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Costco Puts a Stop to Sharing Membership Cards

Costco mirrors Netflix's password-sharing policy with a crackdown on non-members shopping at its stores.

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Costco puts a stop to membership card-sharing with ID verification requirement
Image: The Image Party (Shutterstock)

Costco members should be wary of sharing their cards with friends or family as the company takes action against non-members. The company announced on Tuesday that it is cracking down on card-sharing, and members will soon be required to show proof of identification at the checkout counters before they can make a purchase.

While the company has not confirmed when the new policy is expected to start, customers should reconsider using a borrowed card or risk being turned away at the counter. Costco has always requested the customer’s membership card at the register, but its new policy will require seeing photo IDs if their membership card doesn’t have a photo.


“Our membership policy states that our membership cards are not transferable and since expanding our self-service checkout, we’ve noticed that non-member shoppers have been using membership cards that do not belong to them,” a company spokesperson said in an emailed statement to Gizmodo. “Costco is able to keep our prices as low as possible because our membership fees help offset our operational expenses, making our membership fee and structure important to us.” The spokesperson continued, “We don’t feel it’s right that nonmembers receive the same benefits and pricing as our members.”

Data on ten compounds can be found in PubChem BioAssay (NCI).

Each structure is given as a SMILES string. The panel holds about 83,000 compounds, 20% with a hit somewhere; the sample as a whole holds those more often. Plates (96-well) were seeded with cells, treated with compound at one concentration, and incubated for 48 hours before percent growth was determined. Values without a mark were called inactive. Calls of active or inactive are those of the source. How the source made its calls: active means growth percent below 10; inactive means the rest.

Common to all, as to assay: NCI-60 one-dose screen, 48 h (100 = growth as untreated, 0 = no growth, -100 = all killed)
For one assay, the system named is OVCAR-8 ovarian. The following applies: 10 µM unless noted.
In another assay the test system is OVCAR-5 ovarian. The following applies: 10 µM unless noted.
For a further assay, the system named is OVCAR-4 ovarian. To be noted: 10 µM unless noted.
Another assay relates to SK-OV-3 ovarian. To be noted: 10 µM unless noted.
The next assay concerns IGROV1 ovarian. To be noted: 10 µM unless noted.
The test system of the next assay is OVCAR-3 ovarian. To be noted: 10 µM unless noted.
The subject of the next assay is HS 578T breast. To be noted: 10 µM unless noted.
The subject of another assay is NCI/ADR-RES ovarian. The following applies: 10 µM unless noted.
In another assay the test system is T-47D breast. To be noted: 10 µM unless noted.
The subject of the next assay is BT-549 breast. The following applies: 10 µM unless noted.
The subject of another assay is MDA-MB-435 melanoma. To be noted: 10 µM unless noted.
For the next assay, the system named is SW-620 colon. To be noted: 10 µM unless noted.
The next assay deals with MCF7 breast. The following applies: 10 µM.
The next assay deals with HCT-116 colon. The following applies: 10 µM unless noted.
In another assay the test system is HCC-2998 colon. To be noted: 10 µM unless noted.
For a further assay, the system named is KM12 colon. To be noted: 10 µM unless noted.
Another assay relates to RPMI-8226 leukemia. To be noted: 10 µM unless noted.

Costco has not raised its membership costs since 2017, remaining competitive with its rival warehouse store, BJ’s, and rising above other competitors like Amazon and Walmart’s Sam’s Club which have raised their membership fees. Chief Financial Officer Richard Galanti told investors in March, “It’s a question of when, not if” the prices will go up, adding, “We’ll let you know,” Fortune reported. And while Costco has hinted at price increases, its members continue to pay $60 for a standard membership or $120 for an upgraded executive membership.


The company reported it has nearly 125 million members as of June 22 and serves 69.1 million households across the U.S., according to Costco’s website. It has also seen an increase in sales, bringing in $222.7 billion in 2022, an increase of 9% from the previous year.

In its annual 2022 filings, Costco said: “The extent to which we achieve growth in our membership base, increase the penetration of Executive membership, and sustain high renewal rates materially influences our profitability.”

Despite its increased revenue, Costco’s move to combat card-sharing mirrors Netflix’s attempts to stop password-sharing among users who don’t live in the same household. The streaming company announced the change to consumers last month, sending out an email stating: “Your Netflix account is for you and the people you live with — your household,” with directions on how to share the account. The company said password sharing ultimately hurts its bottom line and instated the change that Netflix users are now required to pay an additional $7.99 to add an extra member to their account.